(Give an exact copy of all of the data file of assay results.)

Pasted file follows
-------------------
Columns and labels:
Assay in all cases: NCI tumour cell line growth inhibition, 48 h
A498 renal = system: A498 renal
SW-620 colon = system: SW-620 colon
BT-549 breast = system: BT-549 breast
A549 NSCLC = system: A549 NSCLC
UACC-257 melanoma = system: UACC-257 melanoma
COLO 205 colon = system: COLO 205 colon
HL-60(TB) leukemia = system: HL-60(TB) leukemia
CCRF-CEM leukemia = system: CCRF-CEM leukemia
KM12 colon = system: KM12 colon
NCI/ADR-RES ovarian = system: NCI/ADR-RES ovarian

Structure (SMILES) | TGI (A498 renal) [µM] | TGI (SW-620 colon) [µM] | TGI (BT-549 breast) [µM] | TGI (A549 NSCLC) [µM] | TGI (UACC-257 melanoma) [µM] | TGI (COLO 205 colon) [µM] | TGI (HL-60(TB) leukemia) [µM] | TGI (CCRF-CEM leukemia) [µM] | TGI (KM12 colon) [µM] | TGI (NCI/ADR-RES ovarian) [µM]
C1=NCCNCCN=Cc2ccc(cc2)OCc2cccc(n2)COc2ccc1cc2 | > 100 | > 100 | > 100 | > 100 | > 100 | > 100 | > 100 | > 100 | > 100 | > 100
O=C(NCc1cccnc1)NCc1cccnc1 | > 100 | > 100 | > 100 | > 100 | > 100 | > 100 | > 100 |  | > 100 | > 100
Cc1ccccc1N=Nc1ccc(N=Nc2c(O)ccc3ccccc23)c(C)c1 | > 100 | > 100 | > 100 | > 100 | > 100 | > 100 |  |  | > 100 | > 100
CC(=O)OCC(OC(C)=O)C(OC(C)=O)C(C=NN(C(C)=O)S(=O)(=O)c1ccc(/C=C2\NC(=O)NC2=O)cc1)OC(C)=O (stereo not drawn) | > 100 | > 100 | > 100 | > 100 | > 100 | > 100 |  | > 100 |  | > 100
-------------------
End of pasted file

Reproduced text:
Columns and labels:
Assay in all cases: NCI tumour cell line growth inhibition, 48 h
A498 renal = system: A498 renal
SW-620 colon = system: SW-620 colon
BT-549 breast = system: BT-549 breast
A549 NSCLC = system: A549 NSCLC
UACC-257 melanoma = system: UACC-257 melanoma
COLO 205 colon = system: COLO 205 colon
HL-60(TB) leukemia = system: HL-60(TB) leukemia
CCRF-CEM leukemia = system: CCRF-CEM leukemia
KM12 colon = system: KM12 colon
NCI/ADR-RES ovarian = system: NCI/ADR-RES ovarian

Structure (SMILES) | TGI (A498 renal) [µM] | TGI (SW-620 colon) [µM] | TGI (BT-549 breast) [µM] | TGI (A549 NSCLC) [µM] | TGI (UACC-257 melanoma) [µM] | TGI (COLO 205 colon) [µM] | TGI (HL-60(TB) leukemia) [µM] | TGI (CCRF-CEM leukemia) [µM] | TGI (KM12 colon) [µM] | TGI (NCI/ADR-RES ovarian) [µM]
C1=NCCNCCN=Cc2ccc(cc2)OCc2cccc(n2)COc2ccc1cc2 | > 100 | > 100 | > 100 | > 100 | > 100 | > 100 | > 100 | > 100 | > 100 | > 100
O=C(NCc1cccnc1)NCc1cccnc1 | > 100 | > 100 | > 100 | > 100 | > 100 | > 100 | > 100 |  | > 100 | > 100
Cc1ccccc1N=Nc1ccc(N=Nc2c(O)ccc3ccccc23)c(C)c1 | > 100 | > 100 | > 100 | > 100 | > 100 | > 100 |  |  | > 100 | > 100
CC(=O)OCC(OC(C)=O)C(OC(C)=O)C(C=NN(C(C)=O)S(=O)(=O)c1ccc(/C=C2\NC(=O)NC2=O)cc1)OC(C)=O (stereo not drawn) | > 100 | > 100 | > 100 | > 100 | > 100 | > 100 |  | > 100 |  | > 100